Last month, NPR released the U.S. military’s internal civilian casualty assessment for the 2019 raid in Idlib, Syria, that led to the death of ISIS leader Abu Bakr al-Baghdadi. In a 14-page review, the U.S. military took evidence provided by NPR and Airwars – the watchdog group I work for that monitors the civilian impact of U.S. and other military actions in conflicts across the globe – and concluded that no civilians were harmed in the raid. This was despite the extensive testimony to NPR of Barakat Barakat, a Syrian man who was travelling home from work with two friends when U.S. troops targeted their van and hit it with airstrikes. Barakat lost an arm and his two friends died. The review ultimately concluded the men demonstrated “hostile intent” by failing to heed warning shots that were fired seconds before the strike.
But the document, which the Pentagon released to NPR after a Freedom of Information Act lawsuit, also revealed something significant – and deeply troubling – about the standards the U.S. government uses to evaluate who it kills in war, and how those metrics may be changing. For the first time, our analysis found that one of the factors the reviewers cited in rejecting the allegation was the lack of metadata on images, including those of the burnt out car Barakat and his friends were in at the time of the strike. If the Defense Department plans to apply this standard going forward, it will be nearly impossible for the U.S. government to accept responsibility when civilians are illegally targeted or killed during military operations.
The Role of Metadata in Civilian Casualty Assessment Reports
In simple terms, metadata is information contained within the original copies of images or videos. Every single image you take contains metadata – allowing you to know the exact time and location it was taken. But most social media companies, including Facebook, Twitter and WhatsApp automatically strip images of metadata for sensible privacy reasons.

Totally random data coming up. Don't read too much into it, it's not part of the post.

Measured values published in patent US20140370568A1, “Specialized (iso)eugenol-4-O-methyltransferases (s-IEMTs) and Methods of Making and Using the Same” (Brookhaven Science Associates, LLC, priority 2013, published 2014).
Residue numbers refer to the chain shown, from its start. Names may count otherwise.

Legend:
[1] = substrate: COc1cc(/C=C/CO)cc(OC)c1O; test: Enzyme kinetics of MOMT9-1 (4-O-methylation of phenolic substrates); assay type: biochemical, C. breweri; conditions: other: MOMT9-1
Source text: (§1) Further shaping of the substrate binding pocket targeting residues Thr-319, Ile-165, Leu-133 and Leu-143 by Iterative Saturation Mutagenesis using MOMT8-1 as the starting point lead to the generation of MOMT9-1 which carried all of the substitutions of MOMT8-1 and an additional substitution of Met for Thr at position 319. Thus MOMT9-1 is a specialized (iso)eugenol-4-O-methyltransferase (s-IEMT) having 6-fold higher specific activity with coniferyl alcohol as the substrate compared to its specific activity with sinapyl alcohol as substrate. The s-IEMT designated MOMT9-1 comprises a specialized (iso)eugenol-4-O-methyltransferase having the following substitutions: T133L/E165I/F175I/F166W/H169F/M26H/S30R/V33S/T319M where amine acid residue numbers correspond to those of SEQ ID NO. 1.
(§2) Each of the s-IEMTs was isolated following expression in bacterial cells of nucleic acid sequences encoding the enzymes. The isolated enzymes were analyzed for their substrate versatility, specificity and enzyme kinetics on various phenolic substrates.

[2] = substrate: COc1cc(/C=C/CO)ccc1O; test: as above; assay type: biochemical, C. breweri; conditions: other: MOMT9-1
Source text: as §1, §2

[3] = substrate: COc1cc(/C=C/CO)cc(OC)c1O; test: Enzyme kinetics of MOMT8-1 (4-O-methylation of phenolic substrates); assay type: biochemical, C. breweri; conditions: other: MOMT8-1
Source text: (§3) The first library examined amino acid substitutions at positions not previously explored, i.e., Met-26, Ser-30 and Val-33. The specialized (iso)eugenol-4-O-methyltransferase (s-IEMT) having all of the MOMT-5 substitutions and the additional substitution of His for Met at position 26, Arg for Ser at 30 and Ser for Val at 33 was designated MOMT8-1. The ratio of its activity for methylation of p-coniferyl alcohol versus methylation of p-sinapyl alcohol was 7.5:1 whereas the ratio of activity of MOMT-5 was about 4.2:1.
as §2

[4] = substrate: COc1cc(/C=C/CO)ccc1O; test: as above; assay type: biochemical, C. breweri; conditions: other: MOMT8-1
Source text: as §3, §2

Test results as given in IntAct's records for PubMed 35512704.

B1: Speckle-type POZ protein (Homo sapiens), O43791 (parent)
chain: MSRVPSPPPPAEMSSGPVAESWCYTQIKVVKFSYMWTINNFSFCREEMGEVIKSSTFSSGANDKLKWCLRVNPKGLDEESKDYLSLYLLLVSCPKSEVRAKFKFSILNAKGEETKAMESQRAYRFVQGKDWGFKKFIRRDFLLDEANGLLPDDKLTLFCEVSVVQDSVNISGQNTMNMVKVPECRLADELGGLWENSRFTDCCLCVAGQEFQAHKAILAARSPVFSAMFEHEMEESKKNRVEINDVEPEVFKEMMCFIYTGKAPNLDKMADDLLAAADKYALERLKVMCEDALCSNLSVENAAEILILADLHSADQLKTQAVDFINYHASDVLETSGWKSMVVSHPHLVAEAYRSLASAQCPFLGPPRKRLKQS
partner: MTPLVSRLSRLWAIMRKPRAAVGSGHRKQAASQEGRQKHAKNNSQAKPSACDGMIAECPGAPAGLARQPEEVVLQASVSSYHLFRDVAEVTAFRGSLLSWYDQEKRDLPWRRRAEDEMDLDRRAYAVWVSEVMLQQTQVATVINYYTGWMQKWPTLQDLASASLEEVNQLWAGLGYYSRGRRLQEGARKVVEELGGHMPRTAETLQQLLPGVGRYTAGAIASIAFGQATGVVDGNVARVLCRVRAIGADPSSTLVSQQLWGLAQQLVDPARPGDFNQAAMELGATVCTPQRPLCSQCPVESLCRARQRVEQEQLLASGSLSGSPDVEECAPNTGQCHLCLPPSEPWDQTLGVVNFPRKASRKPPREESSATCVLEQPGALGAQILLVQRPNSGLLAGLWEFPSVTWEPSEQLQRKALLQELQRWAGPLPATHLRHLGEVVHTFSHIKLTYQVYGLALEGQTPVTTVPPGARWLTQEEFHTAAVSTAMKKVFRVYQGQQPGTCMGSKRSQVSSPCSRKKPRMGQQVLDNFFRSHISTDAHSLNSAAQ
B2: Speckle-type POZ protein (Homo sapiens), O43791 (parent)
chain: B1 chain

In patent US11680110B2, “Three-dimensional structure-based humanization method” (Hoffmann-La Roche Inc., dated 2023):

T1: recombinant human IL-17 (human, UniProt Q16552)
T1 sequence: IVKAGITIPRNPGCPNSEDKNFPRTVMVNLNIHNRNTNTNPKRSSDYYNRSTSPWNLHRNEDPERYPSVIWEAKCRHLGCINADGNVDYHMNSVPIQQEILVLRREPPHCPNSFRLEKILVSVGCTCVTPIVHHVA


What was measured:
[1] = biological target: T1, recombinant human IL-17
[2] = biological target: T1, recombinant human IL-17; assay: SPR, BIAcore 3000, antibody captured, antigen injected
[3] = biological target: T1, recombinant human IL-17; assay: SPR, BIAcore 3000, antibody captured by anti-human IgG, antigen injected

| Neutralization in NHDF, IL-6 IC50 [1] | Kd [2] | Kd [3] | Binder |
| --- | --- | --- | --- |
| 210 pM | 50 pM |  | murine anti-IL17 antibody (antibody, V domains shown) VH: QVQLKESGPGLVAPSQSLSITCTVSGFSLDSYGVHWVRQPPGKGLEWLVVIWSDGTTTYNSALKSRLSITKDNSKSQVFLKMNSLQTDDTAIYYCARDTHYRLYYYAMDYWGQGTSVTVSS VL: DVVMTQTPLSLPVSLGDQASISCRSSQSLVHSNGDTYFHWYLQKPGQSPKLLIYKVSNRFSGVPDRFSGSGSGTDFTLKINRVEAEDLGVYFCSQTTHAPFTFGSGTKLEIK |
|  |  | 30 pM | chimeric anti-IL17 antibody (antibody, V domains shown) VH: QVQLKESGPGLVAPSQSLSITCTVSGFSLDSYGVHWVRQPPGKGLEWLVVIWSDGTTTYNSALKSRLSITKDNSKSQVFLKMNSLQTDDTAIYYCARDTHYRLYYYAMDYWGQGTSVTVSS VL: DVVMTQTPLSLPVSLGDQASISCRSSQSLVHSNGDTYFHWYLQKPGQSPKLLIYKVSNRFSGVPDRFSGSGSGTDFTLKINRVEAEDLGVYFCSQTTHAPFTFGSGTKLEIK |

Imagine a bomb hits a house on your street, killing a family. As you rush to escape the area you snap a few quick pictures and post them to a WhatsApp group or on Facebook. Those images are then shared online extensively, as is typical in today’s world, becoming evidence of the human toll of the strike. But these images, as they were shared online, would not contain any metadata.
When Airwars, or NPR, or any other organization raise allegations of civilian harm with the U.S. military they send all the evidence available, including images, local press and social media reports, and interviews.
Until now, the U.S. military appears to have never required metadata for images to be considered as evidence.
Using A New Standard?
During the U.S.-led campaign against the Islamic State in Iraq and Syria Airwars sent hundreds of allegations of civilian harm to military reviewers. They would assess the evidence and decide whether they accepted civilians were killed based on factors such as information on the location of the claim in relation to their strikes. The reviewers would sometimes come back requesting additional details through so-called Requests for Information, or RFIs. In our review of 93 RFIs spanning 2016-17 not once was the question of metadata raised.
Working with a series of academics, Airwars is also systematically reviewing 1,300 civilian harm reviews released to The New York Times. This research ultimately aims to provide the most complete understanding of how the United States decides whether those it kills are militants or civilians. But in our review of those 1,300 documents a request for metadata does not seem to appear once.
Yet the civilian casualty assessment report (CCAR) of the al-Baghdadi strike released to NPR contains multiple references to the lack of metadata. On page 9 of the document, the U.S. military analyst questions the veracity of the publicly available information, later noting that “No images included in NPR’s article, on airwars.org or social media/local media sources had metadata for additional time/location analysis.” The lack of metadata is referenced a further three times in the document.
If the U.S. government requires the metadata, it essentially means researchers will have to find the exact person who took the original image, speak to them, and convince them to send the picture directly (assuming they even still have the device and the original copy). In active conflict zones that is nearly impossible.
It remains unclear whether this is a one-off or a significant new trend in U.S. policy. CENTCOM, the U.S. military command covering operations in the Middle East and responsible for processing and assessing civilian harm claims in the region, has not announced any new guidelines. Indeed, an RFI sent to Airwars in 2020 – a year after the Baghdadi raid – made no reference to requiring metadata. The U.S. military later deemed the allegation credible and admitted to having killed one civilian. It comes at a time that the U.S. government is purportedly overhauling its civilian harm processes – with the announcement last year of a major policy initiative called the Civilian Harm Mitigation and Response Action Plan.
In theory these policies should vastly improve how the United States monitors civilian harm from its actions, and make it easier for civilian victims to claim compensation when they are harmed. Yet if metadata is a new standard by which reviews are conducted, it will become almost impossible for the United States to accept that its actions killed civilians.